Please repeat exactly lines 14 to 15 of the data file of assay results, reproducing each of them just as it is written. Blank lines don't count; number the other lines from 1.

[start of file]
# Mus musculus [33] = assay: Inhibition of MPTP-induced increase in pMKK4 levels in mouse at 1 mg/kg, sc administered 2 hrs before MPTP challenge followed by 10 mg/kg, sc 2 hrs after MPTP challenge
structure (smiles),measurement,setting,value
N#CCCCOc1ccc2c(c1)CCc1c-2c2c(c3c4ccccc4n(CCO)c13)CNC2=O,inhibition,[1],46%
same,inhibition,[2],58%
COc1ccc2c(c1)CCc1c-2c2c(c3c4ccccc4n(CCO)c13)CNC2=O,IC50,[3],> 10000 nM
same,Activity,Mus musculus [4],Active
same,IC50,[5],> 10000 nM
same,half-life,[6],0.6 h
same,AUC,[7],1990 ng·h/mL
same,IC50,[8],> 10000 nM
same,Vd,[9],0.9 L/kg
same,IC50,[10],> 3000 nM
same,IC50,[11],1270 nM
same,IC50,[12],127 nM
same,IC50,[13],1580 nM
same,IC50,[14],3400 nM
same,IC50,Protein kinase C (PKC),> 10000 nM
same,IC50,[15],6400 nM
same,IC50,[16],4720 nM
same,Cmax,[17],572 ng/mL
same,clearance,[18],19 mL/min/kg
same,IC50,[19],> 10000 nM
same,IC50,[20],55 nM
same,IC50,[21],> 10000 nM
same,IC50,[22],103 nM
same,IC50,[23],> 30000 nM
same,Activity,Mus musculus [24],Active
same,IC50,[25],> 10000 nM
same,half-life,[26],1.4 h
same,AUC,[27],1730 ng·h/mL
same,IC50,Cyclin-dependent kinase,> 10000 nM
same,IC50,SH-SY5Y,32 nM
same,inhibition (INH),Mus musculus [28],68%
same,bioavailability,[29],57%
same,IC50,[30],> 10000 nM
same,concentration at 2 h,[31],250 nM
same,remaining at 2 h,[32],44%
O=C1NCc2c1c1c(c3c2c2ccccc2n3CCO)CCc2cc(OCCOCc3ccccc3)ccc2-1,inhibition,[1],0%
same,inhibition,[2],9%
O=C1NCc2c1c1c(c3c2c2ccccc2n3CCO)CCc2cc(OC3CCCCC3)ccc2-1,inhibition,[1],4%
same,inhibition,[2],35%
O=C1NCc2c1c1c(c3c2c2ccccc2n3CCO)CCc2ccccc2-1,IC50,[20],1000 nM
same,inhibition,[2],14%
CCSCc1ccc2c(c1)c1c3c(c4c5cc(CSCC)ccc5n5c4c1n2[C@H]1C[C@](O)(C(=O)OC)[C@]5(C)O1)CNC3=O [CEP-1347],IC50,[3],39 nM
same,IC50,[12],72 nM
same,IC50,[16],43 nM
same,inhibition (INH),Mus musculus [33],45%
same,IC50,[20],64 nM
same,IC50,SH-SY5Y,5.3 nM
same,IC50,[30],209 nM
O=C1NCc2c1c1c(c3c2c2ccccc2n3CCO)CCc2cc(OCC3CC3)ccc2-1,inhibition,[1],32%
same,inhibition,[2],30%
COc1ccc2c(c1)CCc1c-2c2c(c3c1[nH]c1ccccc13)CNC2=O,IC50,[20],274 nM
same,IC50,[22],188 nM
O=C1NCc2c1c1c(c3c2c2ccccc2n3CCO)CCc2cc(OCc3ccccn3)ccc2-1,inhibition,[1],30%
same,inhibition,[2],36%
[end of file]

same,IC50,[12],127 nM
same,IC50,[13],1580 nM